, Published online: 21 June 2022
, doi: 10.37188/lam.2022.027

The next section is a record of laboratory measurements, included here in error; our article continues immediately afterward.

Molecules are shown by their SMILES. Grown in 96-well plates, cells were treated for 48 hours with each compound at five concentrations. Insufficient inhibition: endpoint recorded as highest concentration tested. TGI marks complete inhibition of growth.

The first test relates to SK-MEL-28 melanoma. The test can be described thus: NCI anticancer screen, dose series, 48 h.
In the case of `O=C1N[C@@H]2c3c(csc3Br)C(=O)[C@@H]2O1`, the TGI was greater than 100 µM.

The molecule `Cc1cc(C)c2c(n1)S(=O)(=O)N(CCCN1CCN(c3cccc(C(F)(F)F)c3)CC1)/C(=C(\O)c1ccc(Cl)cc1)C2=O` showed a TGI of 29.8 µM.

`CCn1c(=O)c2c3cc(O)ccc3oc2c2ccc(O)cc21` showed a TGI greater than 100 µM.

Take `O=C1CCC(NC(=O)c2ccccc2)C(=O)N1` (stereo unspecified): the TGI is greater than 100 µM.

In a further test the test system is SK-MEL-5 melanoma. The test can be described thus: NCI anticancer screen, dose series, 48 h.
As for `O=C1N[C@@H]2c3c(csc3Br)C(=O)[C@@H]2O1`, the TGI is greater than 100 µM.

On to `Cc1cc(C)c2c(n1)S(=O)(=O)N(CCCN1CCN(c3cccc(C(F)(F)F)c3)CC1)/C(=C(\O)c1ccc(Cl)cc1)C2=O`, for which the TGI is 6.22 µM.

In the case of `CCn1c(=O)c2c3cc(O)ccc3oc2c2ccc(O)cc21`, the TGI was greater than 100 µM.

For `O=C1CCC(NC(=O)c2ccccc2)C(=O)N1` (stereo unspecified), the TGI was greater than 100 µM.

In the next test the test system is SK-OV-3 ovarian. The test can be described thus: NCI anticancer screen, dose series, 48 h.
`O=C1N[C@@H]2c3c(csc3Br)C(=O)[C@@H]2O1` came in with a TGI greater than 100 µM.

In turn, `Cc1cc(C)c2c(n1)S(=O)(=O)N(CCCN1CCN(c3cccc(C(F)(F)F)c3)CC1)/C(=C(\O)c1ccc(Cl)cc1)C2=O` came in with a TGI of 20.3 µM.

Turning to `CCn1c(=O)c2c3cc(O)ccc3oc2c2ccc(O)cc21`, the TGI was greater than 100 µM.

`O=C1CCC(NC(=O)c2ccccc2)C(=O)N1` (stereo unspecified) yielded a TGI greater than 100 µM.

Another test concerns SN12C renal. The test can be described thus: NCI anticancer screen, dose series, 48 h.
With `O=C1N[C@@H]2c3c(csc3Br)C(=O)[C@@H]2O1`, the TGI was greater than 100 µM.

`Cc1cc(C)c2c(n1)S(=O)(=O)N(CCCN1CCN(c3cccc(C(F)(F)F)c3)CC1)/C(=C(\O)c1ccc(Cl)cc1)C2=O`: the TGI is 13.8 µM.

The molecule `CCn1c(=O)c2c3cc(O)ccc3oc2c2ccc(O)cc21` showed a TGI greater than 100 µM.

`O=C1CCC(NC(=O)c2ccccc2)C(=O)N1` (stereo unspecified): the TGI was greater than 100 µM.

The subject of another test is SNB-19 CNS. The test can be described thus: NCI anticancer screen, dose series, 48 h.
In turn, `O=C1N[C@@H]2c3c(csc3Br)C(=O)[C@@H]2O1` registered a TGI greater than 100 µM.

Adaptive optics systems are used to compensate for wavefront distortions introduced by atmospheric turbulence. The distortions are corrected by an adaptable device, normally a deformable mirror. The control signal of the mirror is based on the measurement delivered by a wavefront sensor. Relevant characteristics of the wavefront sensor are the measurement accuracy, the achievable measurement speed and the robustness against scintillation. The modal holographic wavefront sensor can theoretically provide the highest bandwidth compared to other state of the art wavefront sensors and it is robust against scintillation effects. However, the measurement accuracy suffers from crosstalk effects between different aberration modes that are present in the wavefront. In this paper we evaluate whether the sensor can be used effectively in a closed-loop AO system under realistic turbulence conditions. We simulate realistic optical turbulence represented by more than 2500 aberration modes and take different signal-to-noise ratios into account. We determine the performance of a closed-loop AO system based on the holographic sensor. To counter the crosstalk effects, careful choice of the key design parameters of the sensor is necessary. Therefore, we apply an optimization method to find the best sensor design for maximizing the measurement accuracy. By modifying this method to take the changing effective turbulence conditions during closed-loop operation into account, we can improve the performance of the system, especially for demanding signal-to-noise-ratios, even more. Finally, we propose to implement multiple holographic wavefront sensors without the use of additional hardware, to perform multiple measurement at the same time. We show that the measurement accuracy of the sensor and with this the wavefront flatness can be increased significantly without reducing the bandwidth of the adaptive optics system.